Pabst’s master brewer shares his thoughts on the company’s new microbrewery.

In July, Pabst Brewing Company announced that it was once again going to brew beer at the site of the original Pabst Brewery. Pabst will be brewing much more than Blue Ribbon, and the man in charge of the experimentation is their Milwaukee-based master brewer Greg Deuhs, who started as a home brewer but has been a professional brewer for the last 25 years.

What part of Pabst’s return to Milwaukee are you the most excited about?

It’s more symbolic. I’m excited about making beers and some of the old beers that we’ve made in the past. But, really it’s that kind of ‘hey we’re back where we started.’

Are you going to resurrect older recipes?

Yes, we’re working on brands that are in the Pabst family (like) Old Tankard Ale, Andeker, Kloster Beer, Pabst Bock. We’re looking at a number of those recipes, plus, playing with some of the more obscure styles of beer.

From a brewer’s perspective you’ve got a pretty good gig ahead of you.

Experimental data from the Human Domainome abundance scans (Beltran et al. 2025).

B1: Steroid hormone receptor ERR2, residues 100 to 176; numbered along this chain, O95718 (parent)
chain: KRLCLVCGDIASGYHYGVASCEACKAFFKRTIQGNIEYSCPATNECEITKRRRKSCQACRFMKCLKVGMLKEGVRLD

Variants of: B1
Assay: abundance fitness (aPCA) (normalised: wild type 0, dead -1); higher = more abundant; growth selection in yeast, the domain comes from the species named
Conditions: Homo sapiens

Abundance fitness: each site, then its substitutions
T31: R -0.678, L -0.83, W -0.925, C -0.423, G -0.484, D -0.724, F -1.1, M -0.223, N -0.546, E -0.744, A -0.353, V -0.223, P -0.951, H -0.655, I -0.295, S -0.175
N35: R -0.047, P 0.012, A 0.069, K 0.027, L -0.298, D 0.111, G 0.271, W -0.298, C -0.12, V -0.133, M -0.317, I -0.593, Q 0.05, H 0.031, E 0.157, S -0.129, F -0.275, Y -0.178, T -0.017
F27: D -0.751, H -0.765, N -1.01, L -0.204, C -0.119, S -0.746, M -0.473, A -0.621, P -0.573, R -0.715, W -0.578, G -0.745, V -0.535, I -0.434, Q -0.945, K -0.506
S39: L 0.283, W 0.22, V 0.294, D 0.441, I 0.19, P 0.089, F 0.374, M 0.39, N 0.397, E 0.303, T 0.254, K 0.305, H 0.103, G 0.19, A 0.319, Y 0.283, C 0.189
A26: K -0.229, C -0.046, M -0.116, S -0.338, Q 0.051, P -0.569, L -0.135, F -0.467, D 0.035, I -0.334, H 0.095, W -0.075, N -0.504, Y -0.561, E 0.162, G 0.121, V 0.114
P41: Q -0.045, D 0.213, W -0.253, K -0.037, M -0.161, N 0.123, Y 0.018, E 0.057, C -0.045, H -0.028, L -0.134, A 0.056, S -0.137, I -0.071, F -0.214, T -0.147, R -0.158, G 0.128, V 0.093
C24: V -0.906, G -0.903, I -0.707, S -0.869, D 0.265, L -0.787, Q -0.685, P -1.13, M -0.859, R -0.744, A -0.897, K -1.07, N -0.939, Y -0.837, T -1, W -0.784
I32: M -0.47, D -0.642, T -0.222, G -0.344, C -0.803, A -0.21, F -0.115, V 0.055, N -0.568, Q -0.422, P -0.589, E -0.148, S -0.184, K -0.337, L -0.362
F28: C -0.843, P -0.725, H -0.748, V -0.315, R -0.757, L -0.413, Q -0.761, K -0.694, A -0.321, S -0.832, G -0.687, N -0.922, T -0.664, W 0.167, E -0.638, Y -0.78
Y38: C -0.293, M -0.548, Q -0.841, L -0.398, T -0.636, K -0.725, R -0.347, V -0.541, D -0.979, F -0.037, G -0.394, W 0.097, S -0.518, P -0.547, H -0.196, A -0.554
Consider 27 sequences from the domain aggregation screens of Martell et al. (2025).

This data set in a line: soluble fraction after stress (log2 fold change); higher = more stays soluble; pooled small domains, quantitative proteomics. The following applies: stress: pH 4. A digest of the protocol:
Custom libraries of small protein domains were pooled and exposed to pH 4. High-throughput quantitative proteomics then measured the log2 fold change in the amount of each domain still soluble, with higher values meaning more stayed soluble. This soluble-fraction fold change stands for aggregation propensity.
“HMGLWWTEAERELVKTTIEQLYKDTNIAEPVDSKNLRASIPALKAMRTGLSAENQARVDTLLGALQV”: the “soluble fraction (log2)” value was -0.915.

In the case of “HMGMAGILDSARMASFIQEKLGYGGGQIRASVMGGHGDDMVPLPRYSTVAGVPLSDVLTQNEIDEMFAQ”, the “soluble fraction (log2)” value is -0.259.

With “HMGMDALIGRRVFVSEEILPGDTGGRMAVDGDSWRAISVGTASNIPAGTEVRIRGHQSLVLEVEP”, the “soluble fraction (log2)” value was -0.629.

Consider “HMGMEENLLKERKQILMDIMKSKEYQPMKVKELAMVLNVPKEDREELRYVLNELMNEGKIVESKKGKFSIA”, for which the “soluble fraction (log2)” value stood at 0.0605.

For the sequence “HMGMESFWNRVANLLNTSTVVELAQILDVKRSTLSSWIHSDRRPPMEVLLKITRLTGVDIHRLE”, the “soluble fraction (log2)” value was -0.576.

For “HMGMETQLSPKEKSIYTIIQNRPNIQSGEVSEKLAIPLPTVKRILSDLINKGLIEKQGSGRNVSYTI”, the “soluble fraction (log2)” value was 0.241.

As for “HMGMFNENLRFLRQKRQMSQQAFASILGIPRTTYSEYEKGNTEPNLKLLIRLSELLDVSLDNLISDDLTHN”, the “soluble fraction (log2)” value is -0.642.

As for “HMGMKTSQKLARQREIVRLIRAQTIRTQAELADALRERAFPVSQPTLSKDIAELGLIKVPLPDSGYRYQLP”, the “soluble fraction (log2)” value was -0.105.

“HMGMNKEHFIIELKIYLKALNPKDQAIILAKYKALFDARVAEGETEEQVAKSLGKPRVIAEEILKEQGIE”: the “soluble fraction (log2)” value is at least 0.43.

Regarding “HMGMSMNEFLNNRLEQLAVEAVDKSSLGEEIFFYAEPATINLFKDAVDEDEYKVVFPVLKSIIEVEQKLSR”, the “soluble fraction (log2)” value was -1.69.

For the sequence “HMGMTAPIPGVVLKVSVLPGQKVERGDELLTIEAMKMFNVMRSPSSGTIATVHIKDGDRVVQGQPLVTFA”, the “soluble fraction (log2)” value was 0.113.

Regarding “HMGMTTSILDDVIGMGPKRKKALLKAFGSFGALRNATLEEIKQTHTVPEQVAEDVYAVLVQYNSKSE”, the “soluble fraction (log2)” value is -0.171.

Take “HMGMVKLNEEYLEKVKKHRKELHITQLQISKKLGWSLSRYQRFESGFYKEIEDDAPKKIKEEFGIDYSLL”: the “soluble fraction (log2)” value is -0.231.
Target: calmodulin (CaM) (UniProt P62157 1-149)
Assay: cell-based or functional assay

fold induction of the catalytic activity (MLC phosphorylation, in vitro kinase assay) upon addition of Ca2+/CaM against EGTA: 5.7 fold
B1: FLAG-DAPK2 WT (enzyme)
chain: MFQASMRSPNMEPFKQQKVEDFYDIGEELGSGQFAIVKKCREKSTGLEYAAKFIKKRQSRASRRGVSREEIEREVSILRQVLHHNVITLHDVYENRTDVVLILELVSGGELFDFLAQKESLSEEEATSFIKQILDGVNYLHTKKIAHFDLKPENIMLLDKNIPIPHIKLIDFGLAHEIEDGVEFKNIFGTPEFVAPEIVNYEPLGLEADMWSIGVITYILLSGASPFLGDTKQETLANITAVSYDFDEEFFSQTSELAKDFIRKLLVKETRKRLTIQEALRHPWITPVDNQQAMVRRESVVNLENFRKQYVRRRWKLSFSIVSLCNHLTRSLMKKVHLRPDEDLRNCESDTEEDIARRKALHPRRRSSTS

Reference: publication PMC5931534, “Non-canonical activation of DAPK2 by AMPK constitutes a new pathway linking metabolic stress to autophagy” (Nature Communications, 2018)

Oh, yeah. I foresee having one or two regular beers being made, the local hits and rotating through a number of experimental beers depending upon the season.

Are there older recipe beers that are hard to replicate?

I think they’re a challenge if you want to have them taste like they did when they were originally brewed. Because the raw materials have evolved over time to be more refined. If you were to look at pale brewing malts in the late 1800s, that malt would be completely different than the malt that is available today. And with hops, there aren’t a whole lot of records on hops.

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You have a chance to teach a history lesson by giving people a chance to taste beers that maybe haven’t been around for a while. Is that part of the allure, too?

Yes, and I think the other part of it is that a lot of newer consumers don’t realize that the breweries of the past also had specialty beers that would rival the specialty beers made today by craft brewers. Pabst didn’t just make Pabst Blue Ribbon, it also made specialty beers that were of high quality and high craftsmanship.

Read more about Milwaukee’s beer scene in this month’s cover story, “Something’s Brewing.”

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